Monday, 12 August 2019 19:38

The legend of the Black Lotus

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Artwork for the 'Magic: The Gathering' card Black Lotus. Artwork for the 'Magic: The Gathering' card Black Lotus. WOTC / CHRISTOPHER RUSH

If there is one card that people not into Magic can name it would be the Black Lotus.

It was one of the “Power Nine”, a group of nine cards so powerful that Wizards had to make new rules and cards to stop them. Today they’re only allowed in Vintage, and even then rules make it rare to allow in. But for the Black Lotus, you pull that card early, and you can tap it to your hearts desire, what with no cost, and unleash a torrent of mana.  Once, that is.  And by torrent, we mean three.

Still, its power (mixed with its rarity) has made the Lotus -- specifically the black-bordered Alpha Black Lotus -- a literal investment. In February of 2019, a mint Alpha Black Lotus went for over $160,000.

So we all know it’s power and value, but how has the card gotten to be this generations T206 Honus Wagner in terms of card value? Well let’s look back.

Drawn by Christopher Rush for the first Magic sets in 1993, the Lotus came out in Alpha and Beta, with the Alpha run being particularly limited with only 1,100 ever printed. It’s early nullifying made it a legend, and by the late 1990s that legendary card known for giving a lot of mana early and was rarely ever seen outside of tournaments was the card everyone talked about. Every top player has said that any deck would benefit from it. This hype only proved that.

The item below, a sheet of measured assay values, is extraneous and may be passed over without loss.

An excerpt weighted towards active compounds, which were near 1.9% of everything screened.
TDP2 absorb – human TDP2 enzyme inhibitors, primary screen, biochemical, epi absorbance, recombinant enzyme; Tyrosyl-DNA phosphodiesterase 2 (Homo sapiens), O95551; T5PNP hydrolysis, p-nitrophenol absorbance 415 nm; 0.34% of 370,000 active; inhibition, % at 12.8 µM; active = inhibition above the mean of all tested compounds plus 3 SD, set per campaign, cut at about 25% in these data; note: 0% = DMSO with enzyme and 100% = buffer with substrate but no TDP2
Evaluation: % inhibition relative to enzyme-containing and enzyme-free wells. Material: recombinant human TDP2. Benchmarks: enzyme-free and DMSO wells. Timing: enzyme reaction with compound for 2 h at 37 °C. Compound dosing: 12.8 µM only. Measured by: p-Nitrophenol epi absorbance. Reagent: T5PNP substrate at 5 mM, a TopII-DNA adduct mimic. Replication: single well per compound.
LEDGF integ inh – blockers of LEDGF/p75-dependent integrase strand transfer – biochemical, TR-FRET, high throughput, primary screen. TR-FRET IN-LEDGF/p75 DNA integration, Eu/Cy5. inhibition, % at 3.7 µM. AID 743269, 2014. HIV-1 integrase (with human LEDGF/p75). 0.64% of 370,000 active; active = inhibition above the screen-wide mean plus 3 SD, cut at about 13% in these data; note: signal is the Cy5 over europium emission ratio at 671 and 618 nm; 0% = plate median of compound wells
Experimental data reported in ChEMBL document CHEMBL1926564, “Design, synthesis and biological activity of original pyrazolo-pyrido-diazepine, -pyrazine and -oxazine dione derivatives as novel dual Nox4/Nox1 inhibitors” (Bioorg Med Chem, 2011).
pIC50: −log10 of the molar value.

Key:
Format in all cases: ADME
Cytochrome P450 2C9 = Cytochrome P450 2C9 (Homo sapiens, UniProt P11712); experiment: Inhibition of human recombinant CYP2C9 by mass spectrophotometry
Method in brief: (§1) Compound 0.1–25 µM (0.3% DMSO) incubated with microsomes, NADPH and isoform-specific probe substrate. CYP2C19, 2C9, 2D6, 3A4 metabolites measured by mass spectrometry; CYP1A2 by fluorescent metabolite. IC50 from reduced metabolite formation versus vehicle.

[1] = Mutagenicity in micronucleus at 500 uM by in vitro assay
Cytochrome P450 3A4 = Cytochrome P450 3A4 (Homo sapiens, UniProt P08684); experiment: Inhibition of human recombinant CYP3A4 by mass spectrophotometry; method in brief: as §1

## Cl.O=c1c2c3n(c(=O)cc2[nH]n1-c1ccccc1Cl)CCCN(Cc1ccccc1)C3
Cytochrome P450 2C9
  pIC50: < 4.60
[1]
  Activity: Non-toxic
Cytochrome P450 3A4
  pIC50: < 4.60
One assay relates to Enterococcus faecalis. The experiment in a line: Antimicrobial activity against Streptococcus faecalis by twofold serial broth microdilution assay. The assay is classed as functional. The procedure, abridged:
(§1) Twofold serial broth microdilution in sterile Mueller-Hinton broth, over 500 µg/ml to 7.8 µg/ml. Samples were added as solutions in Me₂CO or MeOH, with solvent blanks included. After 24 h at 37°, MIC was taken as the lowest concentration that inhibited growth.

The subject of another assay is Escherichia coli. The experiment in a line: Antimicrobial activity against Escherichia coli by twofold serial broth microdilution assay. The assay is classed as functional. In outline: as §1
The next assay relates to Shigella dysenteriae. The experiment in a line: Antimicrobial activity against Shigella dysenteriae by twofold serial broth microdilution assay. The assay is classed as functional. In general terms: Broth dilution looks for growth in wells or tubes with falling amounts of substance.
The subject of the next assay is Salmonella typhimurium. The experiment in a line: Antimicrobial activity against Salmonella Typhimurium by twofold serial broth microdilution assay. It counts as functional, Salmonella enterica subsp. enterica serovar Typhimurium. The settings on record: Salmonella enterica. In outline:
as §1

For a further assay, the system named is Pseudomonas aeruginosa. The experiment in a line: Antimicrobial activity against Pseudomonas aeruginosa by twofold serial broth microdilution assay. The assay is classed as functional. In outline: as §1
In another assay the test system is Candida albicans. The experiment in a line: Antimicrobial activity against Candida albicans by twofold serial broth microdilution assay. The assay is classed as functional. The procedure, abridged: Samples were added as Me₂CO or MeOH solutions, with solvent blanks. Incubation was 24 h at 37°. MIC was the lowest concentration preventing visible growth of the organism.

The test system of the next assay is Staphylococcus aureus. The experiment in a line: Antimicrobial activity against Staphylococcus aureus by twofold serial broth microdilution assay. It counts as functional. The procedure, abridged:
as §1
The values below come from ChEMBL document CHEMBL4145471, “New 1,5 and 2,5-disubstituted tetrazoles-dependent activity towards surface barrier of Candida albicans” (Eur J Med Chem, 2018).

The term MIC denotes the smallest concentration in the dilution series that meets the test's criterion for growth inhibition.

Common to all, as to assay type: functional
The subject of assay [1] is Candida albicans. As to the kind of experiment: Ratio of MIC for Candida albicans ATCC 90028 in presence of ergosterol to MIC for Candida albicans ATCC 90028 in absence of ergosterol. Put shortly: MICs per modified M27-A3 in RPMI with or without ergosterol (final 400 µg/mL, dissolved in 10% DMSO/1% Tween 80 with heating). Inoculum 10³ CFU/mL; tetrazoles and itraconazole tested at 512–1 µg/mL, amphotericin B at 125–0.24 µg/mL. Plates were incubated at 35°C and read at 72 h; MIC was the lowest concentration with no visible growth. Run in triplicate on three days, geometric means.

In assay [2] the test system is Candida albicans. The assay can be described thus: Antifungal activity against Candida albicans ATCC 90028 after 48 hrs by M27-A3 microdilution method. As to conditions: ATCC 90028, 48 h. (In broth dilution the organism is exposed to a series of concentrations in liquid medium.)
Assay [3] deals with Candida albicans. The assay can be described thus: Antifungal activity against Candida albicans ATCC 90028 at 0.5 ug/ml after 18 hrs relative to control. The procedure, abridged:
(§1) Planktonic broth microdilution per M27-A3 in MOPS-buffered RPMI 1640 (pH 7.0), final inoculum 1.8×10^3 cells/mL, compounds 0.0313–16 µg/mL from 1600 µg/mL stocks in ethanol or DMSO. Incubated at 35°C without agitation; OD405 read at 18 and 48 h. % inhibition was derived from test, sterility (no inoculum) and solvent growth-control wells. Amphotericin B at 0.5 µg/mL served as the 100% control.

But that’s when things got weird. The power nine cards were selling for a lot. So, with only so many Black Lotuses in the world, Magic cards became a prime target for counterfeiting. And since pre mid-nineties cards were on a cheaper cardstock with no real countermeasures put in place, early cards were a prime target.

By the mid-2000’s Wizards themselves had to put out articles showing how to spot counterfeits. That’s when things changed. Cards began getting trickier designs. Police, who had formerly ignored counterfeits because of their low value, began getting more and more involved. Fans and players began testing cards left and right, scaring many counterfeiters.

And the counterfeited card that made Wizards of the Coast, players, and Police get more serious about it? The Black Lotus.

Today, it goes for six figures and is still regarded as the holy grail of MTG. But it’s legend also comes in the form of becoming a card so powerful and valuable outside the game that it forced, and still forces, stringent measures on cards production so no one gets screwed.

That $166,000 automatic pay off student loans piece of paper here?

Well, it doesn’t seem like that much for helping keep a $2.45 billion a year franchise on the up and up with players.

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